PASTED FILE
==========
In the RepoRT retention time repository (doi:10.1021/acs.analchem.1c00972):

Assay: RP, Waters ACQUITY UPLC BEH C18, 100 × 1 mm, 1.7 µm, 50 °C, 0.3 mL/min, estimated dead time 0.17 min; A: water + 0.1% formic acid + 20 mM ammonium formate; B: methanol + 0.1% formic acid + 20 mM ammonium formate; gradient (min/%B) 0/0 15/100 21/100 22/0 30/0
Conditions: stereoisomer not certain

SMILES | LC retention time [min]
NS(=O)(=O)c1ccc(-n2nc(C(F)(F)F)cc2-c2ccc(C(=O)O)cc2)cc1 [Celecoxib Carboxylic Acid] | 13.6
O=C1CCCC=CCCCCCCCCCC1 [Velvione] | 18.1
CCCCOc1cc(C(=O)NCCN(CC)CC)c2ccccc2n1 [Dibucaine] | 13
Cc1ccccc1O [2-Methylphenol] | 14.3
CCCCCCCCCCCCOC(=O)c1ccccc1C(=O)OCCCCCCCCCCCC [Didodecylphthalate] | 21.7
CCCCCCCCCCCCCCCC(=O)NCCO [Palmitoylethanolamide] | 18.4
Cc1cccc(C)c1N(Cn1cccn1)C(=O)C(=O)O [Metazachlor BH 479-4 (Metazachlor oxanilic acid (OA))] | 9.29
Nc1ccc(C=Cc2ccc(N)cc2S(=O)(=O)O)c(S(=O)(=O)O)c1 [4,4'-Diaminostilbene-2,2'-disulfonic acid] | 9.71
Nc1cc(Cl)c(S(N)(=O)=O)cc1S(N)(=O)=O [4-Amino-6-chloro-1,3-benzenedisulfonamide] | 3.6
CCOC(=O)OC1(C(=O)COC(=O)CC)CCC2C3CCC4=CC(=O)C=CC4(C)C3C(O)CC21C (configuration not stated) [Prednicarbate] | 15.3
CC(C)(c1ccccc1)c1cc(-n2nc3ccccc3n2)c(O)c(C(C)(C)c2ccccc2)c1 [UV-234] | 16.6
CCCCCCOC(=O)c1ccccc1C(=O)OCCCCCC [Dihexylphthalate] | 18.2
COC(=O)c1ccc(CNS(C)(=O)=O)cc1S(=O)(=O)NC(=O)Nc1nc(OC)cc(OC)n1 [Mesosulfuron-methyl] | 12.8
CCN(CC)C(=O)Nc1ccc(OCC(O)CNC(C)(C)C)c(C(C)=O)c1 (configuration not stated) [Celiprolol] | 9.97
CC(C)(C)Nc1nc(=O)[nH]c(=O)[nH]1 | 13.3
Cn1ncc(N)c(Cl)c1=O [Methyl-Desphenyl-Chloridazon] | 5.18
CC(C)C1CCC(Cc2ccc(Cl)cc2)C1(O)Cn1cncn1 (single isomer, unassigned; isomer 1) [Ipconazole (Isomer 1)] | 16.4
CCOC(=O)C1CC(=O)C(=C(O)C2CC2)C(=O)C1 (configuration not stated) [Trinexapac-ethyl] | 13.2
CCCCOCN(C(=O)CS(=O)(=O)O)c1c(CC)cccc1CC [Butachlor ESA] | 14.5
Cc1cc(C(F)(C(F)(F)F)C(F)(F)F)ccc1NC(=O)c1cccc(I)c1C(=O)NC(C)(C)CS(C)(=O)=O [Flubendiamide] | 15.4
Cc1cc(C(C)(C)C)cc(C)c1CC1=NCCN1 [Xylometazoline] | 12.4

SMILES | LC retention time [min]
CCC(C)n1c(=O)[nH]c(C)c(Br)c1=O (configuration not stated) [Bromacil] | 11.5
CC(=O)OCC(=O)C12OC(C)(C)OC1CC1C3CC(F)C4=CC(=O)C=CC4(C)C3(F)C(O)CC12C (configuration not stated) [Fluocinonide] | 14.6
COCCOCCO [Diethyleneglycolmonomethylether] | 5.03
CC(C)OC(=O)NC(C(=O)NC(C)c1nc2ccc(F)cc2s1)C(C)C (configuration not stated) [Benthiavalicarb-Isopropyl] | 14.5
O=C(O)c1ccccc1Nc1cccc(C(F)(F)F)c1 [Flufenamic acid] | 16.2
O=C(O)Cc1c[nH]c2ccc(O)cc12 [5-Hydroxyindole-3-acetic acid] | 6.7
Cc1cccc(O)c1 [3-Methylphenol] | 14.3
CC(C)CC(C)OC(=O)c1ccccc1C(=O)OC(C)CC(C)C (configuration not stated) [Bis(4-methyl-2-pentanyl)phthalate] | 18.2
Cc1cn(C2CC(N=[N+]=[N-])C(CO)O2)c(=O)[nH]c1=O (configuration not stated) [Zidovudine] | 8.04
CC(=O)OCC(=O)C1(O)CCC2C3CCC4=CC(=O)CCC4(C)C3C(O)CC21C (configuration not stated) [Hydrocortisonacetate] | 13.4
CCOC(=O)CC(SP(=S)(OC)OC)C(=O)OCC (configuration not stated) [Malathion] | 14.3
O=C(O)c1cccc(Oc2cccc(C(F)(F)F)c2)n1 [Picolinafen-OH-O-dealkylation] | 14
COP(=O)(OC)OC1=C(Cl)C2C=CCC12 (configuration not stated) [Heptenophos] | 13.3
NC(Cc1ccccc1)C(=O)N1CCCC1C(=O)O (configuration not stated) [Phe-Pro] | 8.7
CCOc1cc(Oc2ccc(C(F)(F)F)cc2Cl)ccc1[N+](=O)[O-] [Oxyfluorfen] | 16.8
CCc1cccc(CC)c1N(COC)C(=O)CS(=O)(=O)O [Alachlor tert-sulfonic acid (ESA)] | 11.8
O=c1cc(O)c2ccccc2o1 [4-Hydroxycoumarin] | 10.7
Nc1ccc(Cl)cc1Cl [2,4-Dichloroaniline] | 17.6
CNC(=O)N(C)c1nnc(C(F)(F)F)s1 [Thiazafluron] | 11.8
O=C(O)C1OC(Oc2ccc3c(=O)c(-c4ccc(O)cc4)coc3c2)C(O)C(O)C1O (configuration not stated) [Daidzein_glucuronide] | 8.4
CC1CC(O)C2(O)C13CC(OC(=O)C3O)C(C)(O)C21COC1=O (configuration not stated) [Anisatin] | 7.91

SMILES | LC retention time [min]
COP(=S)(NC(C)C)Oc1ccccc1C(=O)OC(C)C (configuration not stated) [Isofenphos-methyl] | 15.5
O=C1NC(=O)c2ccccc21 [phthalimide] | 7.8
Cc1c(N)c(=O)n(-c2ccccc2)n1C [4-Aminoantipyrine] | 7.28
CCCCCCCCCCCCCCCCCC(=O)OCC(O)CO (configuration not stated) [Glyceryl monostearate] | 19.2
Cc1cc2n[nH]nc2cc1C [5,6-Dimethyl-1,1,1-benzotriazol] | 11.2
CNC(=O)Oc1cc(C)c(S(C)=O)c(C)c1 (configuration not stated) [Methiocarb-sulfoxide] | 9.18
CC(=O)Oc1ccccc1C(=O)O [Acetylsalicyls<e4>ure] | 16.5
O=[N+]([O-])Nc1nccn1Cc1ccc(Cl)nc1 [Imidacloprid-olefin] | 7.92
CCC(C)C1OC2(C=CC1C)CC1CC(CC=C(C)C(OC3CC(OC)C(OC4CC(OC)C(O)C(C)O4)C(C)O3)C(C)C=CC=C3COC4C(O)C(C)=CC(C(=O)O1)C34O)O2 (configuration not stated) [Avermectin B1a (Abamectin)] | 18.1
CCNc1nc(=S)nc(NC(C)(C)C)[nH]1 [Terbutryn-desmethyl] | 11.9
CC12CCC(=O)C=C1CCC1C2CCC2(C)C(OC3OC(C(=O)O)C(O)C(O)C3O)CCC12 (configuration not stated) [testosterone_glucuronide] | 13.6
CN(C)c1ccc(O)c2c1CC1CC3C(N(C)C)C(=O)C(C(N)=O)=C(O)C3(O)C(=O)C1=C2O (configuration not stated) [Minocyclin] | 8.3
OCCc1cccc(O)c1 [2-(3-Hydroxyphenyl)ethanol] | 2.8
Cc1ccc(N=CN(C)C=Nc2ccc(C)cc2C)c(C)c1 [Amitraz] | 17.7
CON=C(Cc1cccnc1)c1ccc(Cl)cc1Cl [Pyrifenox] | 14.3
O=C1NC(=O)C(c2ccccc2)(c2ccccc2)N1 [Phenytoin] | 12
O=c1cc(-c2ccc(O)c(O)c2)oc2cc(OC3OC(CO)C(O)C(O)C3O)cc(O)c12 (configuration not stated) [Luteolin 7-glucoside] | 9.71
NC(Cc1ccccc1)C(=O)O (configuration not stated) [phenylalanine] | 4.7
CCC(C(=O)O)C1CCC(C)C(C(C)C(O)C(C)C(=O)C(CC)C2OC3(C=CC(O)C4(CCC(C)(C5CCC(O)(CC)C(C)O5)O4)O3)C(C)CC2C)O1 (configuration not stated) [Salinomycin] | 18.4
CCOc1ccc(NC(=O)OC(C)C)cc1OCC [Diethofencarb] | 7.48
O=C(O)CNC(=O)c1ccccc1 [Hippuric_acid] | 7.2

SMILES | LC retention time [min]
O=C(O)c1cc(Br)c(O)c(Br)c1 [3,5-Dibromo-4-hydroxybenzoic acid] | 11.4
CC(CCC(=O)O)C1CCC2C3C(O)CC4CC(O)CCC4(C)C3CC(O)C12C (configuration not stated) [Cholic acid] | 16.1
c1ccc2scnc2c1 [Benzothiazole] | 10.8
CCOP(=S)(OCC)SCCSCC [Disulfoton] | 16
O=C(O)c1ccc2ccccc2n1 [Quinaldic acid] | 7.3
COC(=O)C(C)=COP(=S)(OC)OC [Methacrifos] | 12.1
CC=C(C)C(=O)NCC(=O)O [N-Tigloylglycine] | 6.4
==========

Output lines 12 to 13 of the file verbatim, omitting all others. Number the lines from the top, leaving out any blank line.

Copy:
Nc1ccc(C=Cc2ccc(N)cc2S(=O)(=O)O)c(S(=O)(=O)O)c1 [4,4'-Diaminostilbene-2,2'-disulfonic acid] | 9.71
Nc1cc(Cl)c(S(N)(=O)=O)cc1S(N)(=O)=O [4-Amino-6-chloro-1,3-benzenedisulfonamide] | 3.6